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Renewable energy (electricity) development in Ghana: Observations, concerns, substitution possibilities, and implications for the economy.

Lin, Boqiang, Ankrah, Isaac
Journal of cleaner production 2019 v.233 pp. 1396-1409
elasticities, electricity, electricity generation, issues and policy, nonrenewable resources, power generation, production functions, renewable energy sources, Ghana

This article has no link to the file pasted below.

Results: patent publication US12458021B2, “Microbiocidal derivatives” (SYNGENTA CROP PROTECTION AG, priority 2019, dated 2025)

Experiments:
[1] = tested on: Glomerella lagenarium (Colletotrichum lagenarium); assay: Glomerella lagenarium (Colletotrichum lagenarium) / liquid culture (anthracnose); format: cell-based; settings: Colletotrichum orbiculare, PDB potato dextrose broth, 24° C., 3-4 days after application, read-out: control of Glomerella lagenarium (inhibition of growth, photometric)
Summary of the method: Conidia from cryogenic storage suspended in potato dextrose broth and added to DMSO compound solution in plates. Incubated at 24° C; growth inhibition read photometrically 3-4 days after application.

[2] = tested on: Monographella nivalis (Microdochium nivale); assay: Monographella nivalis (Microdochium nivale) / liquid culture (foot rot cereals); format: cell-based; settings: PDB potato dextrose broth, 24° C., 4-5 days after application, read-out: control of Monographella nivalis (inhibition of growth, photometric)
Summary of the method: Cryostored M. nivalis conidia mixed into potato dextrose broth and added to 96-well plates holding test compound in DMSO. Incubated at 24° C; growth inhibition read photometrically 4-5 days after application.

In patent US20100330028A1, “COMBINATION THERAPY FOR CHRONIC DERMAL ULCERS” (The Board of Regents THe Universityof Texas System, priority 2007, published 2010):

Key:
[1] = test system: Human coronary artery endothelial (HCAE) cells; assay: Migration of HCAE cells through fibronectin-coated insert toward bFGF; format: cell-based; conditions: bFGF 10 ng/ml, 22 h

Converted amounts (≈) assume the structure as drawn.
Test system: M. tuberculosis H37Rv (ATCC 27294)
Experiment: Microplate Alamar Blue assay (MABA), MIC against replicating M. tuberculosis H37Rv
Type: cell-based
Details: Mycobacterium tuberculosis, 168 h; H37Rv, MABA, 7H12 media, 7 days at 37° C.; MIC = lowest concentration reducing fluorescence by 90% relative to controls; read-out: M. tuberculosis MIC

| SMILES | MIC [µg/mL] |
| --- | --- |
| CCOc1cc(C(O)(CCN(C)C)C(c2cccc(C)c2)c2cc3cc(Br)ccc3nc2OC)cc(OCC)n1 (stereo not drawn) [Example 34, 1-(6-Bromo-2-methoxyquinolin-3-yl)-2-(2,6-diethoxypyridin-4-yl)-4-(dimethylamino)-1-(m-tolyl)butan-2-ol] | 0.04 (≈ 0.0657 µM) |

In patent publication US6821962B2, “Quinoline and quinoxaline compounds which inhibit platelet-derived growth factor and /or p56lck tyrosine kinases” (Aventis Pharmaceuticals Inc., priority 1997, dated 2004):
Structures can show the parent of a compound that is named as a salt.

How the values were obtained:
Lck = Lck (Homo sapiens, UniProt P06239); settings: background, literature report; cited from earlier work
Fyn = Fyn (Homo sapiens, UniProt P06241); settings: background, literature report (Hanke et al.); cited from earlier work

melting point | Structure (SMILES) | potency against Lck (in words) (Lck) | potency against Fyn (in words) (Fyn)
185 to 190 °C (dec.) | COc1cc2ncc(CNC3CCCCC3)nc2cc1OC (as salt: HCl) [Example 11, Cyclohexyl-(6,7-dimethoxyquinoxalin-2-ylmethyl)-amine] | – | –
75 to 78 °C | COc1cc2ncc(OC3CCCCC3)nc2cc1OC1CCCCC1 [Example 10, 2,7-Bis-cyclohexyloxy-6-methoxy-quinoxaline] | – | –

Can Ghana build its economy on renewable energy? Is it possible to substitute nonrenewable for renewable energy? What is the impact of renewable energy on the economy of Ghana? These questions are relevant and worth considering as far as the renewable energy development agenda in Ghana is concern. Using the translog production function approach, this study primarily investigates whether Ghana can move away from nonrenewable electricity generation to renewable power generation. In particular, we provide estimates for the relationship between the two energy types and output. The estimates are then used to calculate the output and substitution elasticities between renewable and nonrenewable energy. Our findings show that while the impact of nonrenewable energy on Ghana's economy is negative, that of renewable energy is insignificant, with output elasticities for both energy types averaging −0.139 and 1.875 respectively. Even though substitution elasticity suggests the possibility of moving towards a renewable power generation system, this study also highlights the limitations associated with such transition, citing inherent problems such as scale, cost, and location. Based on the analysis done in the context of the findings, this study recommends a policy that supports an optimal energy matrix with both renewable and nonrenewable sources.